Well massah. I wanna thank you good people fo’ havin’ me on yo’ fine front porch so I can be on yo’ fine sho’. It ain’t often I gets t’ be in such fine company as yo’s. Workin’ out in dat cotton field iz such hard work. I jus wanna let ya t’ know you can trust me t’ tell the truth. I know wha’s right. ‘Coz I’m here to tell ya, that Rev. Sharpton and that Jesse ain’t fit to be tied. How dey gonna go ‘round talkin’ ‘bout that poor massah Imus fit t’ be loosin’ his job? Why he ain’t said nuttin’ dem field negroz out dere in dat cotton field ain’t be sayin’ ‘round anybody who be listenin’ for d’pass 5, 10, 15 yerz. If dey don’t say nuttin to dem why don’t dey say nuttin t’ nobody is wha’ I’m sayin’.
Al Sharpton’s gotta lot o’ pain in hiz closet. He got dat Tawana Brawley negro girl t’ think ‘bout. He did dat LoanMax commercial fo’ dem people and dat ain’t no good. And Jesse ain’t no bett’r wit dem bastard kidz o’ hiz. And dat coach? She ain’t fit t’ be tied. She tellin’ dem girlz t’ be angry and hurt ov’r wha’ massah Imus said. She needz t’ tell’em get used t’ it. Dem white peoplez got da right as long as wez where we are.
I be tellin’ dem ta shuddup. But do dey listen? No dey don’t. Y’know, dey ain’t got dat fancy word, y’know, ‘tegrity.
So I say no field negro’s got da right to be pokin’ ‘round massah’s house talkin’ ‘bout massah doin’ wrong and such when wez let dem people out dere do wrong. I know fo’ a fact dat dem negro girlz be dancin’ ev’ry which way tryin’ ta move in wayz dat’ll make de devil ‘imself blush. Dey be bouncin’ ‘round. Make o’ Jaspah here get beside ‘imself wit’ lust in m’ heart. But I stay strong ‘coz dats what a good negro do.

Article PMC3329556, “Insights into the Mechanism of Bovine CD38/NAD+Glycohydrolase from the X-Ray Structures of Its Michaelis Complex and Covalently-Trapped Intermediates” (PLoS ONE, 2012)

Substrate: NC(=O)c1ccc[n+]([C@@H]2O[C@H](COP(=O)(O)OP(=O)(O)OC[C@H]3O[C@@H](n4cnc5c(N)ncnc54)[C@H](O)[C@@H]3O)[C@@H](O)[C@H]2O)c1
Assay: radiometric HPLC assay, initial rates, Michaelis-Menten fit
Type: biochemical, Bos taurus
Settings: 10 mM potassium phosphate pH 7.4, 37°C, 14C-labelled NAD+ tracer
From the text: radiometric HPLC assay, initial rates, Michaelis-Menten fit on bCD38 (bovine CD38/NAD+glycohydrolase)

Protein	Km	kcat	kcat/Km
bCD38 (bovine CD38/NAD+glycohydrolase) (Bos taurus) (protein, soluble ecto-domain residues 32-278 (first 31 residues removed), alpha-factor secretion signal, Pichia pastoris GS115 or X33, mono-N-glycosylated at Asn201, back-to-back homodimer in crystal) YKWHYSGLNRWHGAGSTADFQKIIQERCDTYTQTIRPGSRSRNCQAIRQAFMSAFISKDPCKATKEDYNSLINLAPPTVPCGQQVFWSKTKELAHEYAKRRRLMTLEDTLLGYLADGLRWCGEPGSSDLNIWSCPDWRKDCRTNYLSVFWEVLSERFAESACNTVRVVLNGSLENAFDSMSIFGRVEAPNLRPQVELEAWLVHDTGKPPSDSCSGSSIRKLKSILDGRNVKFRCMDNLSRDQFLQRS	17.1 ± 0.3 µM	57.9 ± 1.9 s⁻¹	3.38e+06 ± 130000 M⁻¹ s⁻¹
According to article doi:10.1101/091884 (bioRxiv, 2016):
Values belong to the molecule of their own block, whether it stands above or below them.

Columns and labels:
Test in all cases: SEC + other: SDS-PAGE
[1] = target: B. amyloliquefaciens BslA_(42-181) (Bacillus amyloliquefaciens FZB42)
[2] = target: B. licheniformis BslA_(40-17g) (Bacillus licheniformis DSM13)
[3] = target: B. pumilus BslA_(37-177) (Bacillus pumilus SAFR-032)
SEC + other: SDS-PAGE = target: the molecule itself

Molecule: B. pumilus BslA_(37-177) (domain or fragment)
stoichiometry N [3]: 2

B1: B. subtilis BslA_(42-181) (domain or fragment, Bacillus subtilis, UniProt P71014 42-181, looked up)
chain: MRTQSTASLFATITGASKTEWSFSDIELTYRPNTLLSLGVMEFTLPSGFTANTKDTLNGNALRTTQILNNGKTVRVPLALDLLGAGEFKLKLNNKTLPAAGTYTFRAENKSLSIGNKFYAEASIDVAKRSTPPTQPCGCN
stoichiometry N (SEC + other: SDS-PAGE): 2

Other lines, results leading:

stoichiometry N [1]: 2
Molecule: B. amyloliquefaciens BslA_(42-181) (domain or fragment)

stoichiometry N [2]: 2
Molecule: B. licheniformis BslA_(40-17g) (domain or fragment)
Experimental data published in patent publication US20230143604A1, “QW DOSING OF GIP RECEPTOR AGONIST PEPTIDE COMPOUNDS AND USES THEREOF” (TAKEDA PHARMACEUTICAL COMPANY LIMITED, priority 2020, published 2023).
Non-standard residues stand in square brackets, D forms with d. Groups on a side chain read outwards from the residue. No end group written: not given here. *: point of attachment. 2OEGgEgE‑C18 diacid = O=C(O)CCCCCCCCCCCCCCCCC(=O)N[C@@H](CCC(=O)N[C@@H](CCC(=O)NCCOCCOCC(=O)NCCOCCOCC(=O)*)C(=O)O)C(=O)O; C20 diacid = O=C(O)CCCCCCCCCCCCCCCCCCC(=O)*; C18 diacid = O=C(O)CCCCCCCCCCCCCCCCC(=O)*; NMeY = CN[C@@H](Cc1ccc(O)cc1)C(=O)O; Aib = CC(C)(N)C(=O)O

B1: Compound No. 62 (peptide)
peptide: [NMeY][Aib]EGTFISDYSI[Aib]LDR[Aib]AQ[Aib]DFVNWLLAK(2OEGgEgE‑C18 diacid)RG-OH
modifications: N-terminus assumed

Now massah, I wonts ya ta unde’stand, I ain’t sayin’ wha massah Imus did waz right. I don’ tink he shudda be sayin’ all dat stuff. In fact, I really don’ care fo’ massah Imus. But who’s dey to be tellin’ some fine white man he be doin’ an’ sayin’ iz wrong when I’z got so many o’ my own ta tell. I jus’ wanna set de reco’d straight. We negroz need ta get ou’ selvez t’gedd’a ‘fore we be gettin’ all big headed an’ tryin’ ta tell yooz wha’ ta do.
Now if y’all don’ be minddin’ I needz ta be getting’ back t’ work. Dat cotton ain’t gonna pick itself y’know.